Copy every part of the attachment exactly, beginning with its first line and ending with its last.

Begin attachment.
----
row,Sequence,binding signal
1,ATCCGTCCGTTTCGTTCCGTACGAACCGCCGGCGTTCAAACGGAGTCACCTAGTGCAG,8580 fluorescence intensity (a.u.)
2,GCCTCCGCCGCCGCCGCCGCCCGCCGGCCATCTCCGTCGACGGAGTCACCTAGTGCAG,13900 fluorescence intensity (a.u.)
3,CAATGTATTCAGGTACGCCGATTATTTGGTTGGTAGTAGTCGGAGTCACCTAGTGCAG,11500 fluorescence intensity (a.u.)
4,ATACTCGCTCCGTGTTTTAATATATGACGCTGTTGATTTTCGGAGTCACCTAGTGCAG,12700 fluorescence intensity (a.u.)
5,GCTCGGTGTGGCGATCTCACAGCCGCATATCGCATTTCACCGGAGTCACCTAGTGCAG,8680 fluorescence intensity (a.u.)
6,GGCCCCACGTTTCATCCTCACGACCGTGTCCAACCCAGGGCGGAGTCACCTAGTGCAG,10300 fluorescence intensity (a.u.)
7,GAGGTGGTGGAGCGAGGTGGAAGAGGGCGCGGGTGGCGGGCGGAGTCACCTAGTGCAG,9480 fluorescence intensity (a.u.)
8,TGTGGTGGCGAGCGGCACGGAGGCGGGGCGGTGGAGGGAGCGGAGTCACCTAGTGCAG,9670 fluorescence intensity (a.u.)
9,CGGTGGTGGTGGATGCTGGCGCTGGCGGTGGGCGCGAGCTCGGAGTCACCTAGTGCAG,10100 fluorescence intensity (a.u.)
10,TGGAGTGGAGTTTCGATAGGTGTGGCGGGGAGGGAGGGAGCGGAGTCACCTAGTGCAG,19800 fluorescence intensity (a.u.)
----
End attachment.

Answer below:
row,Sequence,binding signal
1,ATCCGTCCGTTTCGTTCCGTACGAACCGCCGGCGTTCAAACGGAGTCACCTAGTGCAG,8580 fluorescence intensity (a.u.)
2,GCCTCCGCCGCCGCCGCCGCCCGCCGGCCATCTCCGTCGACGGAGTCACCTAGTGCAG,13900 fluorescence intensity (a.u.)
3,CAATGTATTCAGGTACGCCGATTATTTGGTTGGTAGTAGTCGGAGTCACCTAGTGCAG,11500 fluorescence intensity (a.u.)
4,ATACTCGCTCCGTGTTTTAATATATGACGCTGTTGATTTTCGGAGTCACCTAGTGCAG,12700 fluorescence intensity (a.u.)
5,GCTCGGTGTGGCGATCTCACAGCCGCATATCGCATTTCACCGGAGTCACCTAGTGCAG,8680 fluorescence intensity (a.u.)
6,GGCCCCACGTTTCATCCTCACGACCGTGTCCAACCCAGGGCGGAGTCACCTAGTGCAG,10300 fluorescence intensity (a.u.)
7,GAGGTGGTGGAGCGAGGTGGAAGAGGGCGCGGGTGGCGGGCGGAGTCACCTAGTGCAG,9480 fluorescence intensity (a.u.)
8,TGTGGTGGCGAGCGGCACGGAGGCGGGGCGGTGGAGGGAGCGGAGTCACCTAGTGCAG,9670 fluorescence intensity (a.u.)
9,CGGTGGTGGTGGATGCTGGCGCTGGCGGTGGGCGCGAGCTCGGAGTCACCTAGTGCAG,10100 fluorescence intensity (a.u.)
10,TGGAGTGGAGTTTCGATAGGTGTGGCGGGGAGGGAGGGAGCGGAGTCACCTAGTGCAG,19800 fluorescence intensity (a.u.)